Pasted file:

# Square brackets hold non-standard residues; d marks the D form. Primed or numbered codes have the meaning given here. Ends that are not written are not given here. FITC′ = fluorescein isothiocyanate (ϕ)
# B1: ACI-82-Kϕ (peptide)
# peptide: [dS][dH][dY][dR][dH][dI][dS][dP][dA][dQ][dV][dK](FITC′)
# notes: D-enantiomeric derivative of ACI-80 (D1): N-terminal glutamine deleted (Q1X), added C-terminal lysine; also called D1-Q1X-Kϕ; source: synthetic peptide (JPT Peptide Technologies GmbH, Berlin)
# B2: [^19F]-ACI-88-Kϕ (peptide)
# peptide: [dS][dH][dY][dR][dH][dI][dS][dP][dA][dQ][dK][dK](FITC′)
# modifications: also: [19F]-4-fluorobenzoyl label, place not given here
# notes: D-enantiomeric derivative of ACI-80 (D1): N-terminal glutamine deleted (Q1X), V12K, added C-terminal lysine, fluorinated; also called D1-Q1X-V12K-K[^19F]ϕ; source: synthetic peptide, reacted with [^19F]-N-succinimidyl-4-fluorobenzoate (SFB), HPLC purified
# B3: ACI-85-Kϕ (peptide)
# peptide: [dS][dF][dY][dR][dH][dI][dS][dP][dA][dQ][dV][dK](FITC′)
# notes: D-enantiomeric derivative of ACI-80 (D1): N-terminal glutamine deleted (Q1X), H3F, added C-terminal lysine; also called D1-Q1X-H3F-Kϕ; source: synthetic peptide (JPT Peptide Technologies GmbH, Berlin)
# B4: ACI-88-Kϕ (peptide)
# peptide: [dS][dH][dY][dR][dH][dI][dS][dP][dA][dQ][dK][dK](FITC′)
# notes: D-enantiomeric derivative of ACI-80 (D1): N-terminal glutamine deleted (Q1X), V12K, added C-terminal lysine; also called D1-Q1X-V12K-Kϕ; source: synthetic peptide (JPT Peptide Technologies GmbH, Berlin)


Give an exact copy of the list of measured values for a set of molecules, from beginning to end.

# Square brackets hold non-standard residues; d marks the D form. Primed or numbered codes have the meaning given here. Ends that are not written are not given here. FITC′ = fluorescein isothiocyanate (ϕ)
# B1: ACI-82-Kϕ (peptide)
# peptide: [dS][dH][dY][dR][dH][dI][dS][dP][dA][dQ][dV][dK](FITC′)
# notes: D-enantiomeric derivative of ACI-80 (D1): N-terminal glutamine deleted (Q1X), added C-terminal lysine; also called D1-Q1X-Kϕ; source: synthetic peptide (JPT Peptide Technologies GmbH, Berlin)
# B2: [^19F]-ACI-88-Kϕ (peptide)
# peptide: [dS][dH][dY][dR][dH][dI][dS][dP][dA][dQ][dK][dK](FITC′)
# modifications: also: [19F]-4-fluorobenzoyl label, place not given here
# notes: D-enantiomeric derivative of ACI-80 (D1): N-terminal glutamine deleted (Q1X), V12K, added C-terminal lysine, fluorinated; also called D1-Q1X-V12K-K[^19F]ϕ; source: synthetic peptide, reacted with [^19F]-N-succinimidyl-4-fluorobenzoate (SFB), HPLC purified
# B3: ACI-85-Kϕ (peptide)
# peptide: [dS][dF][dY][dR][dH][dI][dS][dP][dA][dQ][dV][dK](FITC′)
# notes: D-enantiomeric derivative of ACI-80 (D1): N-terminal glutamine deleted (Q1X), H3F, added C-terminal lysine; also called D1-Q1X-H3F-Kϕ; source: synthetic peptide (JPT Peptide Technologies GmbH, Berlin)
# B4: ACI-88-Kϕ (peptide)
# peptide: [dS][dH][dY][dR][dH][dI][dS][dP][dA][dQ][dK][dK](FITC′)
# notes: D-enantiomeric derivative of ACI-80 (D1): N-terminal glutamine deleted (Q1X), V12K, added C-terminal lysine; also called D1-Q1X-V12K-Kϕ; source: synthetic peptide (JPT Peptide Technologies GmbH, Berlin)